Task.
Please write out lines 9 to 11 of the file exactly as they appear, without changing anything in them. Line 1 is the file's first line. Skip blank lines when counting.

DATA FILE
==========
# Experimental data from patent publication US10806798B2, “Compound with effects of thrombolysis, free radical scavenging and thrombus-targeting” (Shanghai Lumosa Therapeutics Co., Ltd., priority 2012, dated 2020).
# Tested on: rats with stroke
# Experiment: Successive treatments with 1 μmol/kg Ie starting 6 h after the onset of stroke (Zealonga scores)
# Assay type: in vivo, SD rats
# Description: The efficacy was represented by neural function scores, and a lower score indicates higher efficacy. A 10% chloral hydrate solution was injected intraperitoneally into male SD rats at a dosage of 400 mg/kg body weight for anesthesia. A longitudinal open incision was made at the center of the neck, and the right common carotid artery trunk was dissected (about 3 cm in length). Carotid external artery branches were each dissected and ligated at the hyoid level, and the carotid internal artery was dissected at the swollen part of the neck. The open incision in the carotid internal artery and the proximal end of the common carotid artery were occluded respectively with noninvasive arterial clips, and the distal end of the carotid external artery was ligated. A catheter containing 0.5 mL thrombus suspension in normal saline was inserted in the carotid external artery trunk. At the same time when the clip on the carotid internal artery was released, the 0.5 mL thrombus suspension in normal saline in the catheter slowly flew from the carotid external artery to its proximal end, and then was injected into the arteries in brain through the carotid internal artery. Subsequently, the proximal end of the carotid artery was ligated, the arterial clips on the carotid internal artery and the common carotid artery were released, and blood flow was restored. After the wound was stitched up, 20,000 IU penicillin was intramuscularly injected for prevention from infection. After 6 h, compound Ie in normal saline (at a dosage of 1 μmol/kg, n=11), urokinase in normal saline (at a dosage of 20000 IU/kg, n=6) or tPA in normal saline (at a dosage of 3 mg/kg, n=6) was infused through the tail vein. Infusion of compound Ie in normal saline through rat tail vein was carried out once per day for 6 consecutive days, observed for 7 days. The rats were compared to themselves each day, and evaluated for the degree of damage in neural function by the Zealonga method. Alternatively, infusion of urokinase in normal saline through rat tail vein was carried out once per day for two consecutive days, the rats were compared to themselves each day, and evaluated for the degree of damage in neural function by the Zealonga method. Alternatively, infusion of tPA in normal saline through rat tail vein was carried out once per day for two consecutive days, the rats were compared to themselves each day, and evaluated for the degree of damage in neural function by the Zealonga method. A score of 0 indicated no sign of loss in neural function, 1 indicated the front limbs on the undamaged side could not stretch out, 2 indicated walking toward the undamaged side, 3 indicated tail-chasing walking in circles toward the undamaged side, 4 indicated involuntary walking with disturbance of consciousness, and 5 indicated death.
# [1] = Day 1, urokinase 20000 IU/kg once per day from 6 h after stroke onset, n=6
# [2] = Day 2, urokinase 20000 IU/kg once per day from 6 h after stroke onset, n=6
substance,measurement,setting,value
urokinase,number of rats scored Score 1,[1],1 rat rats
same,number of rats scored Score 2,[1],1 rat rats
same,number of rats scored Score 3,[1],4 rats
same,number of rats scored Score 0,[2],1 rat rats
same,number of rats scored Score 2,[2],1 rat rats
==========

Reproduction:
urokinase,number of rats scored Score 1,[1],1 rat rats
same,number of rats scored Score 2,[1],1 rat rats
same,number of rats scored Score 3,[1],4 rats